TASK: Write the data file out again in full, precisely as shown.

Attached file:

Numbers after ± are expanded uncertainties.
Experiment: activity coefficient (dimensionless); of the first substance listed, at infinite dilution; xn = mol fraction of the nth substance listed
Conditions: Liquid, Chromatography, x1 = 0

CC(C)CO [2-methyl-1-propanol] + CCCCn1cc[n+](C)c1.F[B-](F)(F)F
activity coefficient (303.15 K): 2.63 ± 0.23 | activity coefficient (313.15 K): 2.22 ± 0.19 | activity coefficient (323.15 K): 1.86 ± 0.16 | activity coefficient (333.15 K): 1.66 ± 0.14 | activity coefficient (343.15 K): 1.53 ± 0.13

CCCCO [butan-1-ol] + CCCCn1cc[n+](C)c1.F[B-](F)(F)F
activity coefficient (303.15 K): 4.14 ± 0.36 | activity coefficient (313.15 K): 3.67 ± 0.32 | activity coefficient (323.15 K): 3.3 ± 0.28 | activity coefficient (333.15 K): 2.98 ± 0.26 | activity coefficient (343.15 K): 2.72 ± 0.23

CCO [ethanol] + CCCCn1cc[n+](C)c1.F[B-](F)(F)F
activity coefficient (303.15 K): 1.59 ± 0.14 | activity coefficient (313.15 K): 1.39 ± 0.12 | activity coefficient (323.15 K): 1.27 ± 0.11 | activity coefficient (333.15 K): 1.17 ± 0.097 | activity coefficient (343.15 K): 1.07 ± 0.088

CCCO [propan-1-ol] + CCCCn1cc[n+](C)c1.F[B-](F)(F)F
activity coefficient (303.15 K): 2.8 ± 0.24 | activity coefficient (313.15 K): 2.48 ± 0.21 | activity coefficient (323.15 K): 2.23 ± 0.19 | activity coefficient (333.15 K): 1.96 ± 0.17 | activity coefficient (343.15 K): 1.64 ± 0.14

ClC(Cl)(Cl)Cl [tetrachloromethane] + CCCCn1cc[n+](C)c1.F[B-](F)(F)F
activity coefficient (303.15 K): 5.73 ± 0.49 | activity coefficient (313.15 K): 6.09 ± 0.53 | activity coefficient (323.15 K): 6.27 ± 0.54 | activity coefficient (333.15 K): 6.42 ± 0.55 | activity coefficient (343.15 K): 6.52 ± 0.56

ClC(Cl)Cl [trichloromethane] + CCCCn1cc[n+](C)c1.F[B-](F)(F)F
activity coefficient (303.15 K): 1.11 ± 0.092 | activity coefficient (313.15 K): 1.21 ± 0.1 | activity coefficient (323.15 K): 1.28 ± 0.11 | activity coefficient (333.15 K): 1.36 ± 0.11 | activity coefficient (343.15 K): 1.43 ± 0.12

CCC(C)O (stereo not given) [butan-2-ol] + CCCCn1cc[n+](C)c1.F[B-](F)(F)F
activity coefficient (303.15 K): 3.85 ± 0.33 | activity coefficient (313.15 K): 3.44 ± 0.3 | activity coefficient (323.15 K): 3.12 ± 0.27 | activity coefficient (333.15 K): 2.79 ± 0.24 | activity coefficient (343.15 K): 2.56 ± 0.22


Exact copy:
Numbers after ± are expanded uncertainties.
Experiment: activity coefficient (dimensionless); of the first substance listed, at infinite dilution; xn = mol fraction of the nth substance listed
Conditions: Liquid, Chromatography, x1 = 0

CC(C)CO [2-methyl-1-propanol] + CCCCn1cc[n+](C)c1.F[B-](F)(F)F
activity coefficient (303.15 K): 2.63 ± 0.23 | activity coefficient (313.15 K): 2.22 ± 0.19 | activity coefficient (323.15 K): 1.86 ± 0.16 | activity coefficient (333.15 K): 1.66 ± 0.14 | activity coefficient (343.15 K): 1.53 ± 0.13

CCCCO [butan-1-ol] + CCCCn1cc[n+](C)c1.F[B-](F)(F)F
activity coefficient (303.15 K): 4.14 ± 0.36 | activity coefficient (313.15 K): 3.67 ± 0.32 | activity coefficient (323.15 K): 3.3 ± 0.28 | activity coefficient (333.15 K): 2.98 ± 0.26 | activity coefficient (343.15 K): 2.72 ± 0.23

CCO [ethanol] + CCCCn1cc[n+](C)c1.F[B-](F)(F)F
activity coefficient (303.15 K): 1.59 ± 0.14 | activity coefficient (313.15 K): 1.39 ± 0.12 | activity coefficient (323.15 K): 1.27 ± 0.11 | activity coefficient (333.15 K): 1.17 ± 0.097 | activity coefficient (343.15 K): 1.07 ± 0.088

CCCO [propan-1-ol] + CCCCn1cc[n+](C)c1.F[B-](F)(F)F
activity coefficient (303.15 K): 2.8 ± 0.24 | activity coefficient (313.15 K): 2.48 ± 0.21 | activity coefficient (323.15 K): 2.23 ± 0.19 | activity coefficient (333.15 K): 1.96 ± 0.17 | activity coefficient (343.15 K): 1.64 ± 0.14

ClC(Cl)(Cl)Cl [tetrachloromethane] + CCCCn1cc[n+](C)c1.F[B-](F)(F)F
activity coefficient (303.15 K): 5.73 ± 0.49 | activity coefficient (313.15 K): 6.09 ± 0.53 | activity coefficient (323.15 K): 6.27 ± 0.54 | activity coefficient (333.15 K): 6.42 ± 0.55 | activity coefficient (343.15 K): 6.52 ± 0.56

ClC(Cl)Cl [trichloromethane] + CCCCn1cc[n+](C)c1.F[B-](F)(F)F
activity coefficient (303.15 K): 1.11 ± 0.092 | activity coefficient (313.15 K): 1.21 ± 0.1 | activity coefficient (323.15 K): 1.28 ± 0.11 | activity coefficient (333.15 K): 1.36 ± 0.11 | activity coefficient (343.15 K): 1.43 ± 0.12

CCC(C)O (stereo not given) [butan-2-ol] + CCCCn1cc[n+](C)c1.F[B-](F)(F)F
activity coefficient (303.15 K): 3.85 ± 0.33 | activity coefficient (313.15 K): 3.44 ± 0.3 | activity coefficient (323.15 K): 3.12 ± 0.27 | activity coefficient (333.15 K): 2.79 ± 0.24 | activity coefficient (343.15 K): 2.56 ± 0.22